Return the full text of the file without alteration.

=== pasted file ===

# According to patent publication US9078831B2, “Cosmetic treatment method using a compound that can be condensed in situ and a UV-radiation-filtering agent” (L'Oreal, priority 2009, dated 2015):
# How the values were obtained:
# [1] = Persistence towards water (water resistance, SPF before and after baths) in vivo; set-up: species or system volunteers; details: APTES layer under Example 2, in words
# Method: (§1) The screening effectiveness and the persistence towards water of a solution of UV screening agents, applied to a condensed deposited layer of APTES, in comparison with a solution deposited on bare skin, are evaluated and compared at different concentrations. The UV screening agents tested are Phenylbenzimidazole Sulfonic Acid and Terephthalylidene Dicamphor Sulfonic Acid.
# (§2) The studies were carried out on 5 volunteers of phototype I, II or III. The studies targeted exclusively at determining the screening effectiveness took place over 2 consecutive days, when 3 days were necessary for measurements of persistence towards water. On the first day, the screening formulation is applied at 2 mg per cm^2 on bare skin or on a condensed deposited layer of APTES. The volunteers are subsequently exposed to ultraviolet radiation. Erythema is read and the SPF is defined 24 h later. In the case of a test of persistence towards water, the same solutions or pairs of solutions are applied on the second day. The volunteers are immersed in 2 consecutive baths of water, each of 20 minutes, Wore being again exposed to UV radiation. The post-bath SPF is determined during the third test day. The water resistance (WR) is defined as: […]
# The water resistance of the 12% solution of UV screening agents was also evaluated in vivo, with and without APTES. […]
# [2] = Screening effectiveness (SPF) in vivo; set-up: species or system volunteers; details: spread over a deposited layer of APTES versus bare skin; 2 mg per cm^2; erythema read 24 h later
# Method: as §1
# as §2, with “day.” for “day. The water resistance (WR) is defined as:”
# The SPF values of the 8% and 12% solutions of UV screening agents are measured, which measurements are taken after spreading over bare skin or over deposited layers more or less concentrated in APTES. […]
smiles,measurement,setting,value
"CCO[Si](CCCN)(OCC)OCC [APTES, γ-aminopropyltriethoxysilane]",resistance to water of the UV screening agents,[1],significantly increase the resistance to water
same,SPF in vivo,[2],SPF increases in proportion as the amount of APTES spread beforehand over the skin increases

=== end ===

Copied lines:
# According to patent publication US9078831B2, “Cosmetic treatment method using a compound that can be condensed in situ and a UV-radiation-filtering agent” (L'Oreal, priority 2009, dated 2015):
# How the values were obtained:
# [1] = Persistence towards water (water resistance, SPF before and after baths) in vivo; set-up: species or system volunteers; details: APTES layer under Example 2, in words
# Method: (§1) The screening effectiveness and the persistence towards water of a solution of UV screening agents, applied to a condensed deposited layer of APTES, in comparison with a solution deposited on bare skin, are evaluated and compared at different concentrations. The UV screening agents tested are Phenylbenzimidazole Sulfonic Acid and Terephthalylidene Dicamphor Sulfonic Acid.
# (§2) The studies were carried out on 5 volunteers of phototype I, II or III. The studies targeted exclusively at determining the screening effectiveness took place over 2 consecutive days, when 3 days were necessary for measurements of persistence towards water. On the first day, the screening formulation is applied at 2 mg per cm^2 on bare skin or on a condensed deposited layer of APTES. The volunteers are subsequently exposed to ultraviolet radiation. Erythema is read and the SPF is defined 24 h later. In the case of a test of persistence towards water, the same solutions or pairs of solutions are applied on the second day. The volunteers are immersed in 2 consecutive baths of water, each of 20 minutes, Wore being again exposed to UV radiation. The post-bath SPF is determined during the third test day. The water resistance (WR) is defined as: […]
# The water resistance of the 12% solution of UV screening agents was also evaluated in vivo, with and without APTES. […]
# [2] = Screening effectiveness (SPF) in vivo; set-up: species or system volunteers; details: spread over a deposited layer of APTES versus bare skin; 2 mg per cm^2; erythema read 24 h later
# Method: as §1
# as §2, with “day.” for “day. The water resistance (WR) is defined as:”
# The SPF values of the 8% and 12% solutions of UV screening agents are measured, which measurements are taken after spreading over bare skin or over deposited layers more or less concentrated in APTES. […]
smiles,measurement,setting,value
"CCO[Si](CCCN)(OCC)OCC [APTES, γ-aminopropyltriethoxysilane]",resistance to water of the UV screening agents,[1],significantly increase the resistance to water
same,SPF in vivo,[2],SPF increases in proportion as the amount of APTES spread beforehand over the skin increases